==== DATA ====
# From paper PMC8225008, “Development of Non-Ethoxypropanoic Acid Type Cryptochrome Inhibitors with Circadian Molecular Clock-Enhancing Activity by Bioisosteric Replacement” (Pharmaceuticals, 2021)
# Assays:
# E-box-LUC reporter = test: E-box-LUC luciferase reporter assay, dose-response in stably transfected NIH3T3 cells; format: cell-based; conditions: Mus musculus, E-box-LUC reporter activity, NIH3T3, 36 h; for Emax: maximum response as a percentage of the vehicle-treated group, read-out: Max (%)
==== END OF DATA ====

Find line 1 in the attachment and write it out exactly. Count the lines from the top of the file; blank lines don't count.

# From paper PMC8225008, “Development of Non-Ethoxypropanoic Acid Type Cryptochrome Inhibitors with Circadian Molecular Clock-Enhancing Activity by Bioisosteric Replacement” (Pharmaceuticals, 2021)